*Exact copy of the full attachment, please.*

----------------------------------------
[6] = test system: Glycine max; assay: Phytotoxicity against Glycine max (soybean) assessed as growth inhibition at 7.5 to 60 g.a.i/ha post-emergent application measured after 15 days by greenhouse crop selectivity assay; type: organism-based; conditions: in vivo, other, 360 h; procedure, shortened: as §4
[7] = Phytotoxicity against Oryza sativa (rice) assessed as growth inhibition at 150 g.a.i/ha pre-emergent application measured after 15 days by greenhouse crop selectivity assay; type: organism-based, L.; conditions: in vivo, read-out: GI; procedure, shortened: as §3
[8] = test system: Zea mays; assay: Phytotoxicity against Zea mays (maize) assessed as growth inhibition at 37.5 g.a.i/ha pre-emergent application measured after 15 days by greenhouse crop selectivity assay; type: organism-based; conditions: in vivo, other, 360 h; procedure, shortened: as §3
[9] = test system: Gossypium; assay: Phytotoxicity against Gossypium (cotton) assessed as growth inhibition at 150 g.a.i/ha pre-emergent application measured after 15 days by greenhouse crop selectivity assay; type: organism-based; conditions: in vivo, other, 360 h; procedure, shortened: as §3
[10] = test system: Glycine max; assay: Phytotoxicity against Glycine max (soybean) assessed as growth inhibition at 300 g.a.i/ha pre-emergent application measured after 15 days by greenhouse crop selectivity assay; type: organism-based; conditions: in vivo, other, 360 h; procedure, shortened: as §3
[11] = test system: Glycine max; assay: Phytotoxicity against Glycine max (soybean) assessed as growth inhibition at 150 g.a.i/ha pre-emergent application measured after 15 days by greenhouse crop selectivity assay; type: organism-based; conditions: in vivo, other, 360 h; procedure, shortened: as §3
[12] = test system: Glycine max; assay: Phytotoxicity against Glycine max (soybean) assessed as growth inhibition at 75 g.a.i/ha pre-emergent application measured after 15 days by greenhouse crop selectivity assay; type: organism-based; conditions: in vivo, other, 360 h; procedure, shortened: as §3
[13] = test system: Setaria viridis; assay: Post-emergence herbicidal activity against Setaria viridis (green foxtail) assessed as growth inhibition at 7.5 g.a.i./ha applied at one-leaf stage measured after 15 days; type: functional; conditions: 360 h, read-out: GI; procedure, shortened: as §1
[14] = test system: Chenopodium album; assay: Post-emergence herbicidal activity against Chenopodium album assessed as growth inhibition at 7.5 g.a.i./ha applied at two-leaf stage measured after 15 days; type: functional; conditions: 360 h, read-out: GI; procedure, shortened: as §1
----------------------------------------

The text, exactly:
[6] = test system: Glycine max; assay: Phytotoxicity against Glycine max (soybean) assessed as growth inhibition at 7.5 to 60 g.a.i/ha post-emergent application measured after 15 days by greenhouse crop selectivity assay; type: organism-based; conditions: in vivo, other, 360 h; procedure, shortened: as §4
[7] = Phytotoxicity against Oryza sativa (rice) assessed as growth inhibition at 150 g.a.i/ha pre-emergent application measured after 15 days by greenhouse crop selectivity assay; type: organism-based, L.; conditions: in vivo, read-out: GI; procedure, shortened: as §3
[8] = test system: Zea mays; assay: Phytotoxicity against Zea mays (maize) assessed as growth inhibition at 37.5 g.a.i/ha pre-emergent application measured after 15 days by greenhouse crop selectivity assay; type: organism-based; conditions: in vivo, other, 360 h; procedure, shortened: as §3
[9] = test system: Gossypium; assay: Phytotoxicity against Gossypium (cotton) assessed as growth inhibition at 150 g.a.i/ha pre-emergent application measured after 15 days by greenhouse crop selectivity assay; type: organism-based; conditions: in vivo, other, 360 h; procedure, shortened: as §3
[10] = test system: Glycine max; assay: Phytotoxicity against Glycine max (soybean) assessed as growth inhibition at 300 g.a.i/ha pre-emergent application measured after 15 days by greenhouse crop selectivity assay; type: organism-based; conditions: in vivo, other, 360 h; procedure, shortened: as §3
[11] = test system: Glycine max; assay: Phytotoxicity against Glycine max (soybean) assessed as growth inhibition at 150 g.a.i/ha pre-emergent application measured after 15 days by greenhouse crop selectivity assay; type: organism-based; conditions: in vivo, other, 360 h; procedure, shortened: as §3
[12] = test system: Glycine max; assay: Phytotoxicity against Glycine max (soybean) assessed as growth inhibition at 75 g.a.i/ha pre-emergent application measured after 15 days by greenhouse crop selectivity assay; type: organism-based; conditions: in vivo, other, 360 h; procedure, shortened: as §3
[13] = test system: Setaria viridis; assay: Post-emergence herbicidal activity against Setaria viridis (green foxtail) assessed as growth inhibition at 7.5 g.a.i./ha applied at one-leaf stage measured after 15 days; type: functional; conditions: 360 h, read-out: GI; procedure, shortened: as §1
[14] = test system: Chenopodium album; assay: Post-emergence herbicidal activity against Chenopodium album assessed as growth inhibition at 7.5 g.a.i./ha applied at two-leaf stage measured after 15 days; type: functional; conditions: 360 h, read-out: GI; procedure, shortened: as §1